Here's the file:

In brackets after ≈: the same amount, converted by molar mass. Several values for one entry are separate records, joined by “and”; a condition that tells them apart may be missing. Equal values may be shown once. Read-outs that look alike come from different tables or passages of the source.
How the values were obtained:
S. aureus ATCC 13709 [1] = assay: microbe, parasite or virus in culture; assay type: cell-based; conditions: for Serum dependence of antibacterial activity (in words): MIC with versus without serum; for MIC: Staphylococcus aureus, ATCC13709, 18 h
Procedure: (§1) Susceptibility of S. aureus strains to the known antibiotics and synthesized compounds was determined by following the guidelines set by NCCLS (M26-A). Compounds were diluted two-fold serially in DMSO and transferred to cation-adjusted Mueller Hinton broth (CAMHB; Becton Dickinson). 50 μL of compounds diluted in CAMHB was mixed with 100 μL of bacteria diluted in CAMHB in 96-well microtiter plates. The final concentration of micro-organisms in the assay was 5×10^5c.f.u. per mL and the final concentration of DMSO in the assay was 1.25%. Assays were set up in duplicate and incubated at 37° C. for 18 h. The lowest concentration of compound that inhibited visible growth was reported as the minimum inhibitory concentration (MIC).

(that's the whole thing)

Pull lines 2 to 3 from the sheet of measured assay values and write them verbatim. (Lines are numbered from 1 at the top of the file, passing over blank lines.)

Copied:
How the values were obtained:
S. aureus ATCC 13709 [1] = assay: microbe, parasite or virus in culture; assay type: cell-based; conditions: for Serum dependence of antibacterial activity (in words): MIC with versus without serum; for MIC: Staphylococcus aureus, ATCC13709, 18 h